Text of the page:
Recall your most rewarding cooking experience and I’ll bet it involved community. From raw materials brought to you by a multitude of farmers, butchers, truck drivers, and grocers, you created an end product that included friends and family sitting around a dinner table sharing flavors and aromas, being nourished by the same sustenance. Or consider that feeling of accomplishment when you share a good recipe. Makes the world a better place, it does.
Citizenship feels the same way. We build on foundations prepared by others, using whatever knowledge and skills we can bring to the task. The end product is a community that sustains ourselves and others.
In January 2011, the folks at WORT decided to create a fundraising cookbook. The cookbook committee had met only once when Governor Scott Walker began his assault on democracy. The cookbook editor wrote that "the project then went on the back burner as we played our parts in the struggle--marching, chanting, reporting, occupying, singing, tweeting, blogging, documenting, and disseminating information. When we finally got back on track...the title had changed to reflect the events of this year and the tenor of the cookbook had changed as well.
This Is What Democracy Cooks Like rises to the level of art in the success with which it captures the communitarian spirit in both cooking and in citizenship. You can cook with this book; read it for amusement; enjoy its graphics; and keep it as a souvenir of the historical moment when democracy started to come back to life in Wisconsin and, I hope, the United States.
The recipes, of course, reflect the community. Ethnic variety, a bit heavy on German and Scandinavian heritages (Schwarzbrot fur das Brot Maschine, page 35.) More than the typical proportion of vegetarian recipes (Clean-out-the-Refrigerator Vegetable Bake, page 205), but still enough sausage, beef, and bacon (Uncle Porky’s Chops, page 190.) Lots of whole grains and veggies, and nothing that needs a fancy pan you don’t have in your kitchen.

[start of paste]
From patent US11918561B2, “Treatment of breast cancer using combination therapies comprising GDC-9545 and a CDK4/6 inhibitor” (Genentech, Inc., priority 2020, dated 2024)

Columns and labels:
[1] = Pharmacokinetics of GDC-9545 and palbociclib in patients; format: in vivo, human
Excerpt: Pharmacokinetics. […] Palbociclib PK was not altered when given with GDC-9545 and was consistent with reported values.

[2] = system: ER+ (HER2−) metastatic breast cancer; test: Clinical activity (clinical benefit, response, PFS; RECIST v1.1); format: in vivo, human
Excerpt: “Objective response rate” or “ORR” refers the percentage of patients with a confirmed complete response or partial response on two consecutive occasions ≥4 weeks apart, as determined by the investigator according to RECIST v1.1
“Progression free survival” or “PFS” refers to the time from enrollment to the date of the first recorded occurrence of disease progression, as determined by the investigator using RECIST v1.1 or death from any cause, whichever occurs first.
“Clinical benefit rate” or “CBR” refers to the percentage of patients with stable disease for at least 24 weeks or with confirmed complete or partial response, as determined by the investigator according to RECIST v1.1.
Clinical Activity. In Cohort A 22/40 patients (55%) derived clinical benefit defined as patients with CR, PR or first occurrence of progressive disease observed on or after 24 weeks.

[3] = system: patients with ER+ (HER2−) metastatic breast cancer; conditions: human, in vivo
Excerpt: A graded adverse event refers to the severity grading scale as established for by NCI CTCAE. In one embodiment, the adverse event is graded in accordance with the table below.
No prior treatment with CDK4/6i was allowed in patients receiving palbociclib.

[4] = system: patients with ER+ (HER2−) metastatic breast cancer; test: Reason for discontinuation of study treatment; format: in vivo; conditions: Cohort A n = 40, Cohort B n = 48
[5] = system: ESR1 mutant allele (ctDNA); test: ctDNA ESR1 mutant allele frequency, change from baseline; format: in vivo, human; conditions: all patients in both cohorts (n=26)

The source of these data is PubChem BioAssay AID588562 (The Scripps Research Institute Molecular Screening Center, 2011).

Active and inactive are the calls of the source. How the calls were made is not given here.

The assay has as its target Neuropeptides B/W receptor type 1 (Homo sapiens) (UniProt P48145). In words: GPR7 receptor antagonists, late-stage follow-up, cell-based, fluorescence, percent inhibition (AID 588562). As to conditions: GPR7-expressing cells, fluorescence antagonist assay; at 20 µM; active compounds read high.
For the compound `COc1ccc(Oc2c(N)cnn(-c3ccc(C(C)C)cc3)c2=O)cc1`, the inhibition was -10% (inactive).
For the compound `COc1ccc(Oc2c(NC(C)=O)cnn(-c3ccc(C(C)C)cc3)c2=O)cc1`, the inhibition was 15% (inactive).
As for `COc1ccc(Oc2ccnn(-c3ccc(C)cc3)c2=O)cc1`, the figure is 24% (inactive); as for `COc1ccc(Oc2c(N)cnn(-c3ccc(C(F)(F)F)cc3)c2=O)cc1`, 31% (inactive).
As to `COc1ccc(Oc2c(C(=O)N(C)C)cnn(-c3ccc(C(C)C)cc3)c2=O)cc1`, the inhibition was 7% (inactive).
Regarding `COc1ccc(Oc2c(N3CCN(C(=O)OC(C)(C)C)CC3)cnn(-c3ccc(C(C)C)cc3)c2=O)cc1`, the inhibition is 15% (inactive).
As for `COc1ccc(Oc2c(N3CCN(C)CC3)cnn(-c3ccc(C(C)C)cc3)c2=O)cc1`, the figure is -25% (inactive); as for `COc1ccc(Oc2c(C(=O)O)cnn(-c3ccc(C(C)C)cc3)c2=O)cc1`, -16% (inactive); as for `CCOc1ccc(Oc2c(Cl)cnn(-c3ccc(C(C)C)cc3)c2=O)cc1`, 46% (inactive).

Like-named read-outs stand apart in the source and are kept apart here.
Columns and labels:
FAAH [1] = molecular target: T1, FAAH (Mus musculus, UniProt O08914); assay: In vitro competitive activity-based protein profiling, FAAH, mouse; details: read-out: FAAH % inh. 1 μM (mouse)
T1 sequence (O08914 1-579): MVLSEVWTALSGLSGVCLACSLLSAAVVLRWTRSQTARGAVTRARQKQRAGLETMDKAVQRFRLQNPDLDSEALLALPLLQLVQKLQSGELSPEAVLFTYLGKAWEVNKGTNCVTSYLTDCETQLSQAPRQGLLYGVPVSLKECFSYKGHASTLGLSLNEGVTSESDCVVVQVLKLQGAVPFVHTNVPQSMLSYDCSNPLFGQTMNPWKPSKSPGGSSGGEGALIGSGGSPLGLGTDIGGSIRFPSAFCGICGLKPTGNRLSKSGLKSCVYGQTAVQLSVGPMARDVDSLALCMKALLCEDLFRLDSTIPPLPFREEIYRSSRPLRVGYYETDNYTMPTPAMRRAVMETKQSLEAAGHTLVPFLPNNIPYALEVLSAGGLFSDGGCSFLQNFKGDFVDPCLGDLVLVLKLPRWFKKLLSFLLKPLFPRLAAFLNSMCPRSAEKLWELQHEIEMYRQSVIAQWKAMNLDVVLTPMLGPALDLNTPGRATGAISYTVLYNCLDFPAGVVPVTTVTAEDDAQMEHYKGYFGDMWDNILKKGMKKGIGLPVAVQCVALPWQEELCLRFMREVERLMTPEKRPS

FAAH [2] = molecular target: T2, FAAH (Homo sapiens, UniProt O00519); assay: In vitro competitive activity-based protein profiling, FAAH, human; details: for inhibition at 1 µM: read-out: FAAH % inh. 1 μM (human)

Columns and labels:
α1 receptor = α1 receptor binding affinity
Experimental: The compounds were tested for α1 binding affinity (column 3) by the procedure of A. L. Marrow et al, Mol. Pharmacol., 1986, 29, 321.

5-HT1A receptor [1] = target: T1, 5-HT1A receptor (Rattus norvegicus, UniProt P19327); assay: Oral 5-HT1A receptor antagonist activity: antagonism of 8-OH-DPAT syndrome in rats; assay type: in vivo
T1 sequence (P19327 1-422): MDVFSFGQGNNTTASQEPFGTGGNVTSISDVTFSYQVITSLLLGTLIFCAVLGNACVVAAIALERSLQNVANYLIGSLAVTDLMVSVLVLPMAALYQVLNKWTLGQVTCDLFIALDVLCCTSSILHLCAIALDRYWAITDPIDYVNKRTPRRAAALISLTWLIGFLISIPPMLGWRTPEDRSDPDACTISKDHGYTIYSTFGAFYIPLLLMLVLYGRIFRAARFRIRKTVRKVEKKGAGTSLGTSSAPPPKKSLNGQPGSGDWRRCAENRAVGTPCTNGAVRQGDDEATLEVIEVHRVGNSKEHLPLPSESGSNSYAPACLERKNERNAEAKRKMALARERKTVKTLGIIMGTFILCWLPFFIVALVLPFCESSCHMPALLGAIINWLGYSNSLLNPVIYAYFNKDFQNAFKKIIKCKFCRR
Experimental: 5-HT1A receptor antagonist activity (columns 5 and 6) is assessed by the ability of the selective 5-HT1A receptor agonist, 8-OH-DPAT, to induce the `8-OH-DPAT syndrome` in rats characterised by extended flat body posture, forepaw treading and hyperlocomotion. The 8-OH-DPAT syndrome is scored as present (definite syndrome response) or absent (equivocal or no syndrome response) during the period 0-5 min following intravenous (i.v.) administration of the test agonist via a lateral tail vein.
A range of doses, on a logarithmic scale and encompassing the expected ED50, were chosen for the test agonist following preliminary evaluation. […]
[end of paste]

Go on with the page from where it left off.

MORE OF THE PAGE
Contributors were asked to write a paragraph or two about each recipe. Here are a few:
My sister’s ex-boyfriend cooked this for my family when he visited from his home nation of Austria. Because I did not see them lasting, I asked him for the recipe right away. Turns out I was right and our family now has a delicious staple pasta dish. (Red, White, and Blue Pasta, page 161)
I have a mixing bowl and a muffin pan from my great grandma, who was a fabulous baker. Whenever I move into a new house, I christen the kitchen by making her recipe with her mixing bowl and pan. (Banana Muffins, page 41)
I developed this recipe using canned pumpkin, applesauce, onions, and Canadian bacon from the food pantry. I had to buy only a few things to make this wonderful soup. (Food Pantry Pumpkin Soup with Ham, page 108)
This lasagna won a small lasagna cook-off in 2008 on the near east side of Madison. It is, therefore, famous. (Spinach Lasagna, page 154)
I made up this pie out at the Creamery Café in Paoli. We had a bottle of brandy needing to be used. It’s become popular among our regulars. (Chocolate Brandy Pie, page 289)In addition to the recipes and interesting culinary sidebars, the cookbook includes some straight history of the 2011 Wisconsin Uprising. “A Seat at the Table” tells the story of the uprising in four pages, and throughout the book are several dozen well-captioned photos of the best protest signs, the crowds inside and outside the Capitol, and other scenes, including the infamous Faux News palm trees.
It was put together with obvious care—the graphic design is outstanding and the marginal notes well-researched and amusing. The spiral binding keeps it laying perfectly flat and staying open to the right page; the sturdy paper will hold up to splashes and an occasional wet finger.
Have I made the sale? Order it; you’ll love it.